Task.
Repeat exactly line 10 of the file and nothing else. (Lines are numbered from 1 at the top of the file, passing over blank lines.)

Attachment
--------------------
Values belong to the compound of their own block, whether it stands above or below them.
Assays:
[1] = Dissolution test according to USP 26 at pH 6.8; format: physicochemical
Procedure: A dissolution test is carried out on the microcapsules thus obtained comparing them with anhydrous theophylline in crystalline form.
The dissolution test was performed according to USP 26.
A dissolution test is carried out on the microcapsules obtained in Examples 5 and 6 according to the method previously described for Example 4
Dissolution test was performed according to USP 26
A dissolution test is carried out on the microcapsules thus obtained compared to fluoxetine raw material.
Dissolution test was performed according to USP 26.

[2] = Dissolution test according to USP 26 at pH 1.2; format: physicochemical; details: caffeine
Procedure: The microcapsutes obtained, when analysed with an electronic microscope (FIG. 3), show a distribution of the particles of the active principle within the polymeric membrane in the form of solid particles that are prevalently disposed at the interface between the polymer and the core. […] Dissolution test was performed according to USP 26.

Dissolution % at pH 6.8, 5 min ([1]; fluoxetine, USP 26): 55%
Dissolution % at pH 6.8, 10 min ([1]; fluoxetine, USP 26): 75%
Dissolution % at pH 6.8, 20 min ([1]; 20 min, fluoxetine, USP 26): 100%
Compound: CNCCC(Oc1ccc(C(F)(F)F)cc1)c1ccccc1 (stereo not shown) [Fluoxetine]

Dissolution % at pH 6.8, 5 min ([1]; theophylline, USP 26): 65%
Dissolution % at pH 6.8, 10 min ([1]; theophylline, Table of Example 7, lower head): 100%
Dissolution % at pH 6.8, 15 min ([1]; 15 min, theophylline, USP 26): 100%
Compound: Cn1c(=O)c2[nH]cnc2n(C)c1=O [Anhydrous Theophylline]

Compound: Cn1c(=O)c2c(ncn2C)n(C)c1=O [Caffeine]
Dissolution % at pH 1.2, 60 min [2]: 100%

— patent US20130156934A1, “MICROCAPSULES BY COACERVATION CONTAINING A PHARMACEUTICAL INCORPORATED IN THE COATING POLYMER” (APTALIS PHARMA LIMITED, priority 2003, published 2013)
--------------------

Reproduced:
[2] = Dissolution test according to USP 26 at pH 1.2; format: physicochemical; details: caffeine